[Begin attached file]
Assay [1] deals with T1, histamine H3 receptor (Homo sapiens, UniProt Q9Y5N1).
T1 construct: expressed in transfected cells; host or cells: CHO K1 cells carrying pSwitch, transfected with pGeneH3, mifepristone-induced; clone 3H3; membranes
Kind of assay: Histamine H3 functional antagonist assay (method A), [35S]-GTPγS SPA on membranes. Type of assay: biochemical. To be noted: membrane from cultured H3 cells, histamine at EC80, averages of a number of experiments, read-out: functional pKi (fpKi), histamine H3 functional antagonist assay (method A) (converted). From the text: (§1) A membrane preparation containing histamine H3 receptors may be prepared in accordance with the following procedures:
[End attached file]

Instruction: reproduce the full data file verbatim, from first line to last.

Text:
Assay [1] deals with T1, histamine H3 receptor (Homo sapiens, UniProt Q9Y5N1).
T1 construct: expressed in transfected cells; host or cells: CHO K1 cells carrying pSwitch, transfected with pGeneH3, mifepristone-induced; clone 3H3; membranes
Kind of assay: Histamine H3 functional antagonist assay (method A), [35S]-GTPγS SPA on membranes. Type of assay: biochemical. To be noted: membrane from cultured H3 cells, histamine at EC80, averages of a number of experiments, read-out: functional pKi (fpKi), histamine H3 functional antagonist assay (method A) (converted). From the text: (§1) A membrane preparation containing histamine H3 receptors may be prepared in accordance with the following procedures: